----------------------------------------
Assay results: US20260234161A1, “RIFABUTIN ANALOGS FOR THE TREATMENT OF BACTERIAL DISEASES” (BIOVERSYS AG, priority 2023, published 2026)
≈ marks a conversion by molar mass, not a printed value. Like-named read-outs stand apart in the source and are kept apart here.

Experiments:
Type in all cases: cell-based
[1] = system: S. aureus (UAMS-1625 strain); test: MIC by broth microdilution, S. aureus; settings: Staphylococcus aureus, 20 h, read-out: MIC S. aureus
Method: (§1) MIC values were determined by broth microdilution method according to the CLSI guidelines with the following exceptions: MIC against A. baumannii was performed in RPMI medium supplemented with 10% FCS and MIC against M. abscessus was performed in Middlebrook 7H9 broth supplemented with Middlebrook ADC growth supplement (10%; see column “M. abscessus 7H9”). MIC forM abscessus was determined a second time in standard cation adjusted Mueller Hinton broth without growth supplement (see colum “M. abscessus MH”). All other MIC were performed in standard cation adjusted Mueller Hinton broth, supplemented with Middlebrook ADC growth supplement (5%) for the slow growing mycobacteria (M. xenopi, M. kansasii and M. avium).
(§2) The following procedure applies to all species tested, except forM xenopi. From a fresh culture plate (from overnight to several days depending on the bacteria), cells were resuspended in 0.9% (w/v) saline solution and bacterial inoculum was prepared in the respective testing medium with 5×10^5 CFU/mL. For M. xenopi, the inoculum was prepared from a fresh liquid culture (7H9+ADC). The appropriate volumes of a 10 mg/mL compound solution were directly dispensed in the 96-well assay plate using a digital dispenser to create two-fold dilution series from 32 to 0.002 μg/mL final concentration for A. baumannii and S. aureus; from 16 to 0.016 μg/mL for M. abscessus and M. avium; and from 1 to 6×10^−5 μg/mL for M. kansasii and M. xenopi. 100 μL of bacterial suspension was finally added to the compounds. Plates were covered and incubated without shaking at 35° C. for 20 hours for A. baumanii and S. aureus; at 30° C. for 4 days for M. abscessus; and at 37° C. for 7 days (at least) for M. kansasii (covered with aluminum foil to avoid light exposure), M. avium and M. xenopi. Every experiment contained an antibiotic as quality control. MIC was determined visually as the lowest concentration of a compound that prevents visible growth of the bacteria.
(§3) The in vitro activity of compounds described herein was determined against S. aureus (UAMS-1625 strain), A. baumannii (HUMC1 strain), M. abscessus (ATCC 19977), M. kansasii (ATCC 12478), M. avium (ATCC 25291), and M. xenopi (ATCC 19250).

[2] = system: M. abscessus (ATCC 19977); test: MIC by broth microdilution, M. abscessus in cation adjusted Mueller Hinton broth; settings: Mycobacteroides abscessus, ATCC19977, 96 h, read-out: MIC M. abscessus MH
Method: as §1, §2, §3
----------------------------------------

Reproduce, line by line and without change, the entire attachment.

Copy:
Assay results: US20260234161A1, “RIFABUTIN ANALOGS FOR THE TREATMENT OF BACTERIAL DISEASES” (BIOVERSYS AG, priority 2023, published 2026)
≈ marks a conversion by molar mass, not a printed value. Like-named read-outs stand apart in the source and are kept apart here.

Experiments:
Type in all cases: cell-based
[1] = system: S. aureus (UAMS-1625 strain); test: MIC by broth microdilution, S. aureus; settings: Staphylococcus aureus, 20 h, read-out: MIC S. aureus
Method: (§1) MIC values were determined by broth microdilution method according to the CLSI guidelines with the following exceptions: MIC against A. baumannii was performed in RPMI medium supplemented with 10% FCS and MIC against M. abscessus was performed in Middlebrook 7H9 broth supplemented with Middlebrook ADC growth supplement (10%; see column “M. abscessus 7H9”). MIC forM abscessus was determined a second time in standard cation adjusted Mueller Hinton broth without growth supplement (see colum “M. abscessus MH”). All other MIC were performed in standard cation adjusted Mueller Hinton broth, supplemented with Middlebrook ADC growth supplement (5%) for the slow growing mycobacteria (M. xenopi, M. kansasii and M. avium).
(§2) The following procedure applies to all species tested, except forM xenopi. From a fresh culture plate (from overnight to several days depending on the bacteria), cells were resuspended in 0.9% (w/v) saline solution and bacterial inoculum was prepared in the respective testing medium with 5×10^5 CFU/mL. For M. xenopi, the inoculum was prepared from a fresh liquid culture (7H9+ADC). The appropriate volumes of a 10 mg/mL compound solution were directly dispensed in the 96-well assay plate using a digital dispenser to create two-fold dilution series from 32 to 0.002 μg/mL final concentration for A. baumannii and S. aureus; from 16 to 0.016 μg/mL for M. abscessus and M. avium; and from 1 to 6×10^−5 μg/mL for M. kansasii and M. xenopi. 100 μL of bacterial suspension was finally added to the compounds. Plates were covered and incubated without shaking at 35° C. for 20 hours for A. baumanii and S. aureus; at 30° C. for 4 days for M. abscessus; and at 37° C. for 7 days (at least) for M. kansasii (covered with aluminum foil to avoid light exposure), M. avium and M. xenopi. Every experiment contained an antibiotic as quality control. MIC was determined visually as the lowest concentration of a compound that prevents visible growth of the bacteria.
(§3) The in vitro activity of compounds described herein was determined against S. aureus (UAMS-1625 strain), A. baumannii (HUMC1 strain), M. abscessus (ATCC 19977), M. kansasii (ATCC 12478), M. avium (ATCC 25291), and M. xenopi (ATCC 19250).

[2] = system: M. abscessus (ATCC 19977); test: MIC by broth microdilution, M. abscessus in cation adjusted Mueller Hinton broth; settings: Mycobacteroides abscessus, ATCC19977, 96 h, read-out: MIC M. abscessus MH
Method: as §1, §2, §3